UX Trend: hand-crafted illustrations to tell a more personal brand story

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Just one of the exciting web and mobile UX trends: personal, hand-drawn illustrations created with care

 

New UX Trends show:

  • Seamless, one-page sites
  • Purposeful animation and motion design
  • Animated empty pages, error pages, and confirmation pages
  • Voice interaction, Voice UI/Screenless UIs
  • Good UX copy
  • Awesome typography

and

  • Hand-drawn, More Personal, Race-neutral Illustrations

 

Telling a more personal story

More and more custom brand illustrations are chosen over stock imagery as people are a little tired of them. Using illustrations in digital design offers more versatility as they are adapted to the content and reflect the story more adequately.  They are also scalable.

This UX design trend is also gravitating toward illustrations that are inclusive, i.e., race-neutral, and representative of people of all ages.

Personal, hand-drawn illustrations can represent a certain brand aesthetic and can represent a brand better, even become part of the brand assets. It’s about appearing less digital and more approachable.

 

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So how can manage companies and organisation the illustration commission process?

Commissioning illustration is a skill. Finding the right illustrator for the task is half the battle: read and understand the article yourself and find the right look and feel of illustration style to suit tone. Then pick out particular visual cues and stories, and make them part of the brief.

There are many Illustration Associations and portals out there, where you can find portfolios, searching via tags and keywords.

Here some examples: 

to name only 3. Here is a useful Guide to commissioning 

 

TIPS:

Choose the right style that fits and is expandable/ adaptable

Of course, it is essential to choose the right style, a style which conveys your brand correctly and a style which is expandable and can grow in the future.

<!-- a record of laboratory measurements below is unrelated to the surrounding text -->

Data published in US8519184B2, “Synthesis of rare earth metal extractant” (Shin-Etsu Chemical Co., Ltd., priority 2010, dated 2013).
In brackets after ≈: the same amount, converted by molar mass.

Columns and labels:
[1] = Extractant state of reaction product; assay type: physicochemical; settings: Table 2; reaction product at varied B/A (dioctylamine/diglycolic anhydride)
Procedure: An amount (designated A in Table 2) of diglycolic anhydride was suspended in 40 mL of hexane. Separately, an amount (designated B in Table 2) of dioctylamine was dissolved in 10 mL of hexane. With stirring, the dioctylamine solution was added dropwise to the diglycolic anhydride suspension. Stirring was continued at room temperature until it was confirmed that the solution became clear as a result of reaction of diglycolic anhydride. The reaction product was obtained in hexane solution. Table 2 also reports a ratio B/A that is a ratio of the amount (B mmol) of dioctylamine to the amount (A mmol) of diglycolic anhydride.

You may already have a look and feel in mind, but it's worth compiling a mood board of different potential illustrators and styles before making an approach. Test some of their previous work in situ in your design if you can.

Illustration agencies can be helpful in bridging the gap and suggesting options.

 

Setting a detailed brief to manage expectations is key

A very tight brief is the best way to deliver the concept you need for the job. A totally blank sheet of paper can be a curse as well as a blessing for the illustrator.

 

Be clear

make sure your expectations are detailed, show examples and communicate do's and don'ts. Do that from outset, as illustration is a time-consuming activity, so creating storyboards, sketches etc are very important before letting the illustrator dive into details. Use references and stock illustrations to communicate the direction.

 

Be precise

If you want to establish a character for a brand asset, make sure that the tone of voice, the mission and vision, the personas etc are discussed in your brief. Make sure there this is clear and tell the illustrator to ask questions prior to commencing the work. Ask the illustrator to sketch and have a brainstorming session first rather than giving you finished artwork. Details can wait for phase 2.

 

Less is more

The illustration process can make everyone get carried away as it is narrative, but just like the graphic design, less is more. Keep the stories simple, make sure that the illustrations communicate effectively and ask the illustrator to simplify. But have fun with exploring the characters.

 

Value the work

Remember that drawing is a skill that takes time to develop, treat a piece of illustration as an artwork as it takes time, care and affection to produce.

Give positive and constructive feedback in the process as this will keep the illustrator on your side. This is especially important if you want to work with the style long-term, help the illustrator grow with the brand.

 

These are exciting times: Digital meets hand-drawn.